A pwm controller is a different animal. It takes whatever voltage and current it gets from pv and pulses that to the bank. Any "extra" voltage (more than ~32v in your case) is sort of wasted. Whatever current the panels produce goes to the panels, but that's it. Wattage out from CC to bank would be (roughly) amps in x charging voltage. A MN classic is mppt type, so not an issue for you.
    Off-grid.  
    Main daytime system ~4kw panels into 2xMNClassic150 370ah 48v bank 2xOutback 3548 inverter 120v + 240v autotransformer
    Night system ~1kw panels into 1xMNClassic150 700ah 12v bank morningstar 300w inverter
  • Raj174Raj174 Solar Expert Posts: 461 ✭✭✭✭
    The Classic will automatically set itself to the battery bank voltage. 
    12 x 300W Renogy PV, MNE175DR-TR epanel modified, MN Classic 150, Outback Radian GS4048A, Mate3, 51.2V 195AH HI Power LiFePO4 no BMS, 4000W gen.
  • Joesouth75Joesouth75 Registered Users Posts: 15 ✭✭
    Thank you very much
  • Joesouth75Joesouth75 Registered Users Posts: 15 ✭✭
    Hey guys another issue...I get full sun for about 6-7hrs a day. While in full sun the controller says 234 watts 6.7amps 80.4 volts. Battery voltage is good but I have 1280 watts of panels. Shouldn't I be getting alot more watts than 234? What am I doing wrong? I can only run lights in the cabin. No fans, tv, etc
  • BB.BB. Super Moderators Posts: 26,837 admin
    Nominally, the best case "average" power (noon) would be (assuming 24 volt battery bank):
    • 1,280 Watt array * 0.77 derating = 986 Watts into battery
    • 986 Watts / 29 volts charging = 34 amps (into battery bank on very good / sunny day in cool weather)
    Remember the battery charger is supplying voltage needed to keep the battery "happy". Either ~29.0 volts when charging (absorb) or ~27.6 volts or so in float.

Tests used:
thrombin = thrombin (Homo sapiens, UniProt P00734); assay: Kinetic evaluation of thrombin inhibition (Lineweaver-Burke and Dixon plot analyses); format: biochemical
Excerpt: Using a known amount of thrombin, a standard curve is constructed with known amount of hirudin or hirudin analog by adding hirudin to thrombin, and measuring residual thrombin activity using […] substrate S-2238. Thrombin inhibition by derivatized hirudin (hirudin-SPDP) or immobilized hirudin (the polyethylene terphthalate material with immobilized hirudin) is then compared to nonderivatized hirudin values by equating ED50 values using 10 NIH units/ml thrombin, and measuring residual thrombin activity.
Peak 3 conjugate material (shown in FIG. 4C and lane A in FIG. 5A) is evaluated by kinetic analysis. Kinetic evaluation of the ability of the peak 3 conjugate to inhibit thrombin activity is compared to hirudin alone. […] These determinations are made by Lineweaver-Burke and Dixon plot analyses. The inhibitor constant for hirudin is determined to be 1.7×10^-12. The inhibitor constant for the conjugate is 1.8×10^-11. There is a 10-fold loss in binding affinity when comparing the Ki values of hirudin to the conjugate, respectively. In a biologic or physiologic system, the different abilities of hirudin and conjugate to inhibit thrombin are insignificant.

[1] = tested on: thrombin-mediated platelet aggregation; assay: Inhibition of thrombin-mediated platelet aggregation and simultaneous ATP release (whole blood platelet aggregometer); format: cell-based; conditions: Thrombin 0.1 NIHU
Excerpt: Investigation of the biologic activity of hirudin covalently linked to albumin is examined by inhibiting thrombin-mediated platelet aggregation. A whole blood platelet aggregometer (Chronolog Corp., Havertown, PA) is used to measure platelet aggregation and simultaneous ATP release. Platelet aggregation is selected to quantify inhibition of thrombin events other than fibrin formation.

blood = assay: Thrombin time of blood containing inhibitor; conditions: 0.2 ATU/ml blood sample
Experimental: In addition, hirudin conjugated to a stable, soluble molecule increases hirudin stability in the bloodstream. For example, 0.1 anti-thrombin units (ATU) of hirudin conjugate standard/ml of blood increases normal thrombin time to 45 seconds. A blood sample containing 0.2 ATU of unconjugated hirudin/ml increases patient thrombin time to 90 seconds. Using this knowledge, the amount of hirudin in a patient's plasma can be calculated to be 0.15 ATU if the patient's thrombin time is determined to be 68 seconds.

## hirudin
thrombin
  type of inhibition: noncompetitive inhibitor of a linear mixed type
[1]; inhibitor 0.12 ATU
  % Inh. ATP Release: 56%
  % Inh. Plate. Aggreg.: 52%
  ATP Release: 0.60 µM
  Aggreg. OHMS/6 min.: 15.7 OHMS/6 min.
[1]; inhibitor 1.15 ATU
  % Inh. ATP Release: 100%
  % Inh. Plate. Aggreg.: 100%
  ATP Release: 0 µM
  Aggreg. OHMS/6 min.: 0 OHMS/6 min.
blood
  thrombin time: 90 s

If your battery bank is mostly full in the middle of the day (charge controller is not in "bulk" or maximum power transfer) but in Absorb or Float, the system is, generally, drawing less than full available power from the array.

    You need to place a heavy load on the DC battery bus, to get the charge controller to output its maximum available energy (or let the battery discharge for a day and then recharge under full sun the next day).

    I am a little confused about your numbers and which ones they are.
    • 234 watts 6.7amps 80.4 volts.
    • 6.7 amps * 29 volts = 194 Watts (into battery bus)
    • 6.7 volts * 80.4 volts = 539 Watts (from solar array
    So, it does depend on "which" 6.7 volts we are talking about (array or DC battery bus).

    If you have flooded cell batteries, get a hydrometer and measure the specific gravity (rinse out the hydrometer with distilled water after use):

    https://www.solar-electric.com/catalogsearch/result/?q=hydrometer

    -Bill


    Near San Francisco California: 3.5kWatt Grid Tied Solar power system+small backup genset